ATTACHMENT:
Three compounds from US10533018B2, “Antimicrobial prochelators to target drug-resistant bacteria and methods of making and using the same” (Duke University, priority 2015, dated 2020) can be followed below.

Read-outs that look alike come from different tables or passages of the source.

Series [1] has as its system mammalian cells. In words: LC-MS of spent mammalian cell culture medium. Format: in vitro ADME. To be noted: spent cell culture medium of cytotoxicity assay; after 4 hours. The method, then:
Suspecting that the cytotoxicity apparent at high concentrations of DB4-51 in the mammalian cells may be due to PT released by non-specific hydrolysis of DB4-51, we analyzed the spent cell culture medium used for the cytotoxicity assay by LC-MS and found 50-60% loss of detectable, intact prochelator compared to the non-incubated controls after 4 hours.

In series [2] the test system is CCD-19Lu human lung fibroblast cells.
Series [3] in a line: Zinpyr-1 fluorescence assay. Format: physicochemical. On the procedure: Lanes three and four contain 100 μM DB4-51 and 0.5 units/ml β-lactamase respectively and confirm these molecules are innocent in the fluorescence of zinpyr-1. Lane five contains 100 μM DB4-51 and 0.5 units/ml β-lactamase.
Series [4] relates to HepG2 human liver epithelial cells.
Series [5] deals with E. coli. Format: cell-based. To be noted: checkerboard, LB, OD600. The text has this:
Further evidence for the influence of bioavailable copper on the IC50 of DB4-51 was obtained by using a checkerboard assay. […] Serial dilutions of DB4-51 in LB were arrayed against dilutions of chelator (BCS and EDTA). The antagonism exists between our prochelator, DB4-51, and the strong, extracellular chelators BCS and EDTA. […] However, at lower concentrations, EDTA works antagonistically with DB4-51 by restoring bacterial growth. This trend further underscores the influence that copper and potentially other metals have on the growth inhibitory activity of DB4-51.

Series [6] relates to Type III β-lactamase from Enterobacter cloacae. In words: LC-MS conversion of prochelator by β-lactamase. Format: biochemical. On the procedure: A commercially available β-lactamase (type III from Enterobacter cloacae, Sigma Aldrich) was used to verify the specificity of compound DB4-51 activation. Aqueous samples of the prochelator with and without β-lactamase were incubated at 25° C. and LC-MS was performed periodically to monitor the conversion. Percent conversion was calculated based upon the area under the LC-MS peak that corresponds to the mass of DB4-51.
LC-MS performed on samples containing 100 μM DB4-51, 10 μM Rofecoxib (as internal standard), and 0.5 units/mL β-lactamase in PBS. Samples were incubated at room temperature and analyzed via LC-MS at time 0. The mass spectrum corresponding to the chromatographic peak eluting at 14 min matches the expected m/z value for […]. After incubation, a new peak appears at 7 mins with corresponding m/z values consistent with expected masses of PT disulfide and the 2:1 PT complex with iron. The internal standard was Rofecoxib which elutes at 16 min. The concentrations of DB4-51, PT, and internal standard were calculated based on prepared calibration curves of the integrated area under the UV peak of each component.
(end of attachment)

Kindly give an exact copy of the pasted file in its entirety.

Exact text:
Three compounds from US10533018B2, “Antimicrobial prochelators to target drug-resistant bacteria and methods of making and using the same” (Duke University, priority 2015, dated 2020) can be followed below.

Read-outs that look alike come from different tables or passages of the source.

Series [1] has as its system mammalian cells. In words: LC-MS of spent mammalian cell culture medium. Format: in vitro ADME. To be noted: spent cell culture medium of cytotoxicity assay; after 4 hours. The method, then:
Suspecting that the cytotoxicity apparent at high concentrations of DB4-51 in the mammalian cells may be due to PT released by non-specific hydrolysis of DB4-51, we analyzed the spent cell culture medium used for the cytotoxicity assay by LC-MS and found 50-60% loss of detectable, intact prochelator compared to the non-incubated controls after 4 hours.

In series [2] the test system is CCD-19Lu human lung fibroblast cells.
Series [3] in a line: Zinpyr-1 fluorescence assay. Format: physicochemical. On the procedure: Lanes three and four contain 100 μM DB4-51 and 0.5 units/ml β-lactamase respectively and confirm these molecules are innocent in the fluorescence of zinpyr-1. Lane five contains 100 μM DB4-51 and 0.5 units/ml β-lactamase.
Series [4] relates to HepG2 human liver epithelial cells.
Series [5] deals with E. coli. Format: cell-based. To be noted: checkerboard, LB, OD600. The text has this:
Further evidence for the influence of bioavailable copper on the IC50 of DB4-51 was obtained by using a checkerboard assay. […] Serial dilutions of DB4-51 in LB were arrayed against dilutions of chelator (BCS and EDTA). The antagonism exists between our prochelator, DB4-51, and the strong, extracellular chelators BCS and EDTA. […] However, at lower concentrations, EDTA works antagonistically with DB4-51 by restoring bacterial growth. This trend further underscores the influence that copper and potentially other metals have on the growth inhibitory activity of DB4-51.

Series [6] relates to Type III β-lactamase from Enterobacter cloacae. In words: LC-MS conversion of prochelator by β-lactamase. Format: biochemical. On the procedure: A commercially available β-lactamase (type III from Enterobacter cloacae, Sigma Aldrich) was used to verify the specificity of compound DB4-51 activation. Aqueous samples of the prochelator with and without β-lactamase were incubated at 25° C. and LC-MS was performed periodically to monitor the conversion. Percent conversion was calculated based upon the area under the LC-MS peak that corresponds to the mass of DB4-51.
LC-MS performed on samples containing 100 μM DB4-51, 10 μM Rofecoxib (as internal standard), and 0.5 units/mL β-lactamase in PBS. Samples were incubated at room temperature and analyzed via LC-MS at time 0. The mass spectrum corresponding to the chromatographic peak eluting at 14 min matches the expected m/z value for […]. After incubation, a new peak appears at 7 mins with corresponding m/z values consistent with expected masses of PT disulfide and the 2:1 PT complex with iron. The internal standard was Rofecoxib which elutes at 16 min. The concentrations of DB4-51, PT, and internal standard were calculated based on prepared calibration curves of the integrated area under the UV peak of each component.